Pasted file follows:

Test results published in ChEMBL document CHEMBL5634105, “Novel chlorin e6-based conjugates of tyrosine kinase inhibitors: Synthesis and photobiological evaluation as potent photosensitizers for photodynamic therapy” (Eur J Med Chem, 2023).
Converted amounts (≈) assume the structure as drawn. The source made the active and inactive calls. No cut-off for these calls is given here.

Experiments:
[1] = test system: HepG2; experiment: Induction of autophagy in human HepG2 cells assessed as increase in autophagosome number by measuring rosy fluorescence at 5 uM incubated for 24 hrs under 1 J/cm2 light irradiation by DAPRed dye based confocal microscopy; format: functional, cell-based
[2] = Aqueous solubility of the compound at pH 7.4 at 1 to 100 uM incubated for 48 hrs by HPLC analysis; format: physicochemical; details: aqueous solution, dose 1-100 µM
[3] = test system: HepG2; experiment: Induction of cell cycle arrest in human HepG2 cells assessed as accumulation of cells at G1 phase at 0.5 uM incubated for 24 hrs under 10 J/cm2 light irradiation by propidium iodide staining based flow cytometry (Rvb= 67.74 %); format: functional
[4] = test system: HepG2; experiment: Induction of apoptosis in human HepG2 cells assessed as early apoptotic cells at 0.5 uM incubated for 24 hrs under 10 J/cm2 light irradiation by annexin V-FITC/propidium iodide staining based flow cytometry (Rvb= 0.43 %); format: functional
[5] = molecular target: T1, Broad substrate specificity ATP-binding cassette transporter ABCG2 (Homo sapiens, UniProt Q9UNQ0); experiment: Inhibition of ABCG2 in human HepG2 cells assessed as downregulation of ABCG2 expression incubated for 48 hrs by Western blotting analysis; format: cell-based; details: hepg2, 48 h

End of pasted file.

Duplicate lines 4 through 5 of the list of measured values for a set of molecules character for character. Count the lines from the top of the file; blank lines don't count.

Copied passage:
[1] = test system: HepG2; experiment: Induction of autophagy in human HepG2 cells assessed as increase in autophagosome number by measuring rosy fluorescence at 5 uM incubated for 24 hrs under 1 J/cm2 light irradiation by DAPRed dye based confocal microscopy; format: functional, cell-based
[2] = Aqueous solubility of the compound at pH 7.4 at 1 to 100 uM incubated for 48 hrs by HPLC analysis; format: physicochemical; details: aqueous solution, dose 1-100 µM